The common ostrich bird
The common ostrich bird : is the world’s largest bird that grows large enough that they only need to fear the largest African predators, like lions and leopards. Lacking teeth, ostriches swallow pebbles to grind their food and an adult ostrich carries about 1kg of stones at any one time. Ostriches are the fast runners of any birds or other two-legged animal and can sprint at over 70 km/hour, covering up to 5m in a single stride. Ostriches’ running is aided by having just two toes on each foot (most birds have four), with the large nail on the larger, inner toe resembling a hoof and the wings reach a span of about 2metres. When threatened, the ostrich will either hide itself by lying flat against the ground or run if concerned although their powerful, long legs can be formidable weapons, capable of killing a human or a potential predator like a lion with a forward kick. However, the common ostrich is farmed around the world, particularly for its feathers, which are decorative and are also used as feather dusters. Its skin is used for leather products and its meat is marketed commercially, with its leanness a common marketing point.
The feathers of adult males are mostly black, with white primaries and a white tail. However, the tail of one subspecies is buff. The long neck and legs keep their head up to 2.8 m (9 ft) above the ground, and their eyes are said to be the largest of any land vertebrate helping them to see predators at a great distance. However, the head and bill are relatively small for the birds’ huge size. Their skin varies in color depending on the subspecies, with some having light or dark gray skin and others having pinkish or even reddish skin. The strong legs of the common ostrich are unfeathered and show bare skin with the tarsus (the lowest upright part of the leg) being covered in scales: red in the male, black in the female.
Ostrich is one of the world’s largest omnivores, consuming both plants and animals and also some of the invertebrates though and they lack teeth they mainly feed on seeds, shrubs, grass, fruit and flowers. Occasionally, they also eat insects such as locusts. Therefore they swallow pebbles that act as gastroliths to grind their food in the gizzard and an adult ostrich carries about 1kg of stones in its stomach. Ostriches that live in captivity such as zoos have very different food sources than their wild counterparts. The zookeepers make it easy enough. Ostriches that live in captivity often consume diets full of components such as alfalfa, hay, commercial pellets, grains and fresh vegetables.
Ostriches have wings that reach a span of about 2metres used in mating displays, to shade chicks, to cover the naked skin of the upper legs and flanks to conserve heat, and as “rudders” to help them change direction while running. Ostriches perform a complex mating ritual consisting of the cock alternating wing beats until he attracts a mate, after they will go to the mating area and he will drive away all intruders. They graze until their behavior is synchronized, then the feeding becomes secondary and the process takes on a ritualistic appearance. The cock will then excitedly flap alternate wings again, and starts poking on the ground with his bill. He will then violently flap his wings to symbolically clear out a nest in the dirt. Then, while the hen runs circle around him with lowered wings, he will wind his head in a spiral motion. She will drop to the ground and he will mount for copulation. All of the herd’s hens place their eggs in the dominant hen’s 3m-wide nest, though her own are given the prominent centre place, each female can determine her own eggs amongst others.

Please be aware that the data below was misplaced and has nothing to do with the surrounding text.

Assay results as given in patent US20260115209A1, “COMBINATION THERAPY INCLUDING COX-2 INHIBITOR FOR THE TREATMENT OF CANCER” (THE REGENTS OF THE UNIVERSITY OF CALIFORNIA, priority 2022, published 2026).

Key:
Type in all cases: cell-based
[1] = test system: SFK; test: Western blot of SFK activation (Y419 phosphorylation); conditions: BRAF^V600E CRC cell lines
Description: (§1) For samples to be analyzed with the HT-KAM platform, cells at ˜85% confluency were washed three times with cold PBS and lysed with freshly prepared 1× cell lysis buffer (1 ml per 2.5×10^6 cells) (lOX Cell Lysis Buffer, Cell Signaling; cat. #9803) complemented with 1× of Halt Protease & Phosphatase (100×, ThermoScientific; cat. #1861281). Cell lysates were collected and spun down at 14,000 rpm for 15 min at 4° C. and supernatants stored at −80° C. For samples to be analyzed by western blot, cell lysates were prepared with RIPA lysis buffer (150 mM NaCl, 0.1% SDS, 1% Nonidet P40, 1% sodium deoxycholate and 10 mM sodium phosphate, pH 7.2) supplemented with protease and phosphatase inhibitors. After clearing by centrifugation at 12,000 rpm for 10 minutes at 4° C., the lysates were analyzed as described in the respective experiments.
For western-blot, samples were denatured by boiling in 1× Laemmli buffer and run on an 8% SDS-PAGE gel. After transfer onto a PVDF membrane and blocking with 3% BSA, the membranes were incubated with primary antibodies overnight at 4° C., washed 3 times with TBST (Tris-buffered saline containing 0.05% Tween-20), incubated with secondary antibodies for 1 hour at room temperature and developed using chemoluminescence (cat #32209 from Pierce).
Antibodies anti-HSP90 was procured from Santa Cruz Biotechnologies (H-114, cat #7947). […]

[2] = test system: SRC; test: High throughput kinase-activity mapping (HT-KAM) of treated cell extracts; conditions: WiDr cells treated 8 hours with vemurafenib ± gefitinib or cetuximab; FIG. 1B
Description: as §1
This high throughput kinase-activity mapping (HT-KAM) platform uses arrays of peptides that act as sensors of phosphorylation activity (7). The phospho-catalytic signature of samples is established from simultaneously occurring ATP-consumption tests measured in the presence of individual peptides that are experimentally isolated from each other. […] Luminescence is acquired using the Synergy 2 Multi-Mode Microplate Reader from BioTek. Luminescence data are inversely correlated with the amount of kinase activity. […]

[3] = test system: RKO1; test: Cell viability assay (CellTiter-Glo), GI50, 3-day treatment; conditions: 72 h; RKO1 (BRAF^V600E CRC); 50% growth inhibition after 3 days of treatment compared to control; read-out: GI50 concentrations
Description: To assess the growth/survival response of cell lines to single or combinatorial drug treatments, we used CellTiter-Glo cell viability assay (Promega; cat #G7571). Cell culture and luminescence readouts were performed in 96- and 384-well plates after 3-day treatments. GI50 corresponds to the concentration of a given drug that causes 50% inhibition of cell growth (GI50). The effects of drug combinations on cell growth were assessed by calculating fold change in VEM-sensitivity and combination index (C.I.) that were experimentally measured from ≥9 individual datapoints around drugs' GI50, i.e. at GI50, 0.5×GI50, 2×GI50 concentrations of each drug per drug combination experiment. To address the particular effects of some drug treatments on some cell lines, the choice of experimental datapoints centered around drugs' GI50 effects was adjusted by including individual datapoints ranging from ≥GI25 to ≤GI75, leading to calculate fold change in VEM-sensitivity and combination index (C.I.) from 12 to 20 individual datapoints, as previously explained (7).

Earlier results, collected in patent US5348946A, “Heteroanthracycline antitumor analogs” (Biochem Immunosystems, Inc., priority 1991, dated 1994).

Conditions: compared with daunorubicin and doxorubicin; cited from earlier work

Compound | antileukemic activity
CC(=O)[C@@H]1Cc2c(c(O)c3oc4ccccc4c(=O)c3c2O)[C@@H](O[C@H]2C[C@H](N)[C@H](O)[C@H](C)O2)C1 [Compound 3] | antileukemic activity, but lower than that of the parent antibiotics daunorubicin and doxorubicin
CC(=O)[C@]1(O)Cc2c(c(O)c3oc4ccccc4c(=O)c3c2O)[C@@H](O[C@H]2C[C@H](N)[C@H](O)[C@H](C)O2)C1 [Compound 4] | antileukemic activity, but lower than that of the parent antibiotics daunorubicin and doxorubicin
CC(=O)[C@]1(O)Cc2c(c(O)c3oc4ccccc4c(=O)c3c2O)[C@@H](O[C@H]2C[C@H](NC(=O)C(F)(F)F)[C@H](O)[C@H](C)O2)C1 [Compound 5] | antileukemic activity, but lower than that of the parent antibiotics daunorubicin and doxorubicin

Ostriches spin in circles when they are happy as a way of expressing their emotions. It is also a form of play as they will often make themselves extremely dizzy before walking funny to clear their heads. Ostriches normally spend the winter months in pairs or alone and during breeding season and sometimes during extreme rainless periods, they live in nomadic ‘herds’ of five to 50 birds led by a top hen, that often travel together with other grazing animals, such as zebras or antelopes. Territorial fights between males for a harem of two to seven females usually last just minutes, but they can easily cause death through slamming their heads into opponents.
The towering birds live in sandy and arid habitats, particularly in open country. Common environments for these birds include savannas, woodlands, desert, plains, semi-desert, dry grasslands and scrubs. Today common ostriches prefer open land and are native to the savannas and Sahel of Africa both north and south of the equatorial forest zone. In southwest Africa they inhabit the semi-desert or true desert.
Do Ostrich have 3 stomachs and WHY?
The answer is “YES” Just unlike all other living birds, Ostriches have three (3) stomachs because they need to metabolize the tough plant matter that they eat, which they can’t do in just a single stomach. Ostriches can go without drinking for several days, using metabolic water and moisture in ingested roots, seeds and insects, but they enjoy liquid water and frequently take baths where it is available.
Where they are found
Ostrich in Uganda can only be found in Kidepo valley national park in north eastern part of the country and at the Uganda wildlife Education Centre. Ostriches are apparently endemic to Africa living in Savannah semi-arid areas.